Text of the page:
Compatible with FR-4 circuit processing, 370HR materials support similar circuit functions in 5G small cells as FR-4 materials, such as power distribution and control circuits. They have higher Dk and Df than the microwave/millimeter-wave circuit materials with good consistency for general purpose use. The Dk is 4.24 at 0.1 GHz, 4.04 at 2 GHz, and 3.92 at 10 GHz, while the Df is 0.0150 at 0.1 GHz, 0.0210 at 2 GHz, and 0.0250 at 10 GHz. The 370HR materials have a lower Tg at +180°C than the higher-frequency materials but undergo total z-axis CTE of 2.8% or less from +50 to +260°C. This provides thermal behavior consistent with the higher-frequency materials for minimal distortion caused by temperature when combined with the other materials in hybrid circuit assemblies.
Along with being physically inconspicuous, many 5G small cell manufacturers are setting new standards for zero carbon emissions and for circuit materials that will not emit toxic gases into the environment. TerraGreen® laminates are “environmentally friendly” while providing the properties needed for low-loss millimeter-wave circuit performance in 5G small cells.
These halogen-free circuit materials match the high Tg of the other materials, at +200°C with Dk that remains stable with temperatures from -55 to +125°C. The Dk is 3.45 at 2, 5, and 10 GHz with a Df of 0.0032 at those same test frequencies. As with the other circuit materials, TerraGreen is compatible with FR-4 circuit processing, is RoHS-compliant with lead-free processing, and is mechanically stable with temperature and consistent with the other materials, with total z-axis CTE of 2.9%.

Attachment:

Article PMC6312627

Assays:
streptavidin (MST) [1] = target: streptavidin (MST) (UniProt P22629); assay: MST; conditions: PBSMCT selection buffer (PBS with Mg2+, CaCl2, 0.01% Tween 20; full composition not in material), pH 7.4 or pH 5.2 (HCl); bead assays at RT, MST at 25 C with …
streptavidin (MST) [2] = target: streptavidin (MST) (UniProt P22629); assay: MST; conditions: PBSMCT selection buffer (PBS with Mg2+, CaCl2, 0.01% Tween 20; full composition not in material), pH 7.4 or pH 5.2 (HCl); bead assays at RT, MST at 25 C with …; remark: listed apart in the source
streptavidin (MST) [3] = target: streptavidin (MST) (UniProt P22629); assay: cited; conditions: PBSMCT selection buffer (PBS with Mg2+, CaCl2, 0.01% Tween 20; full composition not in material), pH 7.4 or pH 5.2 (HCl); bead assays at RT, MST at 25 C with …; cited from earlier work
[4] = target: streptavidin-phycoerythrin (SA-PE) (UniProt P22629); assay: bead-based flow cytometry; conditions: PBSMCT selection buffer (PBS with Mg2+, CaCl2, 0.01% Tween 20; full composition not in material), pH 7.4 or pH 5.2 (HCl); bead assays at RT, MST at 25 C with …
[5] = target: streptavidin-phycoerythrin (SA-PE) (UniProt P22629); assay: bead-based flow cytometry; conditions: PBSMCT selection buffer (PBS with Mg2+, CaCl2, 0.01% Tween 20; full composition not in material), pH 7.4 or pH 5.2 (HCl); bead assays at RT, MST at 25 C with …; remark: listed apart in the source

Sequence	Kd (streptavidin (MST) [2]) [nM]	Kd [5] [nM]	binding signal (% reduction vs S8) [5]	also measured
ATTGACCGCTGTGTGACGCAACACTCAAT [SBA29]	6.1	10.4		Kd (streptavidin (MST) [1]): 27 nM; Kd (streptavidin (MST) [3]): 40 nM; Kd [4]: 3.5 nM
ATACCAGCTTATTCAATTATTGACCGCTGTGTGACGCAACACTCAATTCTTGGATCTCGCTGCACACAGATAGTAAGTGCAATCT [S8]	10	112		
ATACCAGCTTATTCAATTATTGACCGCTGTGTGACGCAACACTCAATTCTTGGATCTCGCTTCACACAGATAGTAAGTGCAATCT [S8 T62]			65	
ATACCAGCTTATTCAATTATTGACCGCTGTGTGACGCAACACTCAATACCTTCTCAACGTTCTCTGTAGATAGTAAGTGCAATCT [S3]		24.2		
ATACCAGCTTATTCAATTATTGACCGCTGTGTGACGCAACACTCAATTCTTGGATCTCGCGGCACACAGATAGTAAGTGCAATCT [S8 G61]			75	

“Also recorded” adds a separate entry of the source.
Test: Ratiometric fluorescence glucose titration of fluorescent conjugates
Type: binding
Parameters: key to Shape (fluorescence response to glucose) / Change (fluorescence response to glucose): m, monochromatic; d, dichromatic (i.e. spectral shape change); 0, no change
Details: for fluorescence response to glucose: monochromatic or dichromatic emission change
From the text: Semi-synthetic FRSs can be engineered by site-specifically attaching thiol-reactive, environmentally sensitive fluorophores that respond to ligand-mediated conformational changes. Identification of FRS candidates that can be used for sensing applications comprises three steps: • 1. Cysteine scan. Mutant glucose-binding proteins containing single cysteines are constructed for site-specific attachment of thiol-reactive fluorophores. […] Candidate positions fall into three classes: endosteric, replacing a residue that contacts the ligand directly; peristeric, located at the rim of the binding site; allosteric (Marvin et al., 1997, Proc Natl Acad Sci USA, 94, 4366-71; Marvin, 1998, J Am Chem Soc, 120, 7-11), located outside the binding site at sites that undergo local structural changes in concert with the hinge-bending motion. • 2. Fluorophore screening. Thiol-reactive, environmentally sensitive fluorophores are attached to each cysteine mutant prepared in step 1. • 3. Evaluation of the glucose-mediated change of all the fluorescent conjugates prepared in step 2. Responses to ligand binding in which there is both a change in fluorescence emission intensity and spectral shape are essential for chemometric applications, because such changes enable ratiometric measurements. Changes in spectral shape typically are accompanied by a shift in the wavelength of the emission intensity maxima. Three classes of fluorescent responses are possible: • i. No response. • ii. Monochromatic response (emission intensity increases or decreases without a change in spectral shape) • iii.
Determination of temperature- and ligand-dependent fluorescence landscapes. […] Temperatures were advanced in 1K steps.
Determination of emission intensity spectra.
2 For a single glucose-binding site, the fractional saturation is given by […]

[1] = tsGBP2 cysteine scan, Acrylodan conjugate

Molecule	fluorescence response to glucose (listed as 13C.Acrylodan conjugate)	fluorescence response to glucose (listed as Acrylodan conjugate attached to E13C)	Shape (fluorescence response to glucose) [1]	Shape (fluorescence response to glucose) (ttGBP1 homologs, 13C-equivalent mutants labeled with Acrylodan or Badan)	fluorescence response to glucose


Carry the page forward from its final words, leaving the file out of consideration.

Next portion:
The characteristics of circuit board materials are always important but millimeter-wave frequencies present additional challenges that aren’t as great a consideration at frequencies where, among other factors, signal traces are larger and easier to accommodate and achieving best performance is somewhat less difficult. Fortunately, Isola Group has developed families of materials designed specifically for use at frequencies that are increasingly used for both commercial and defense applications.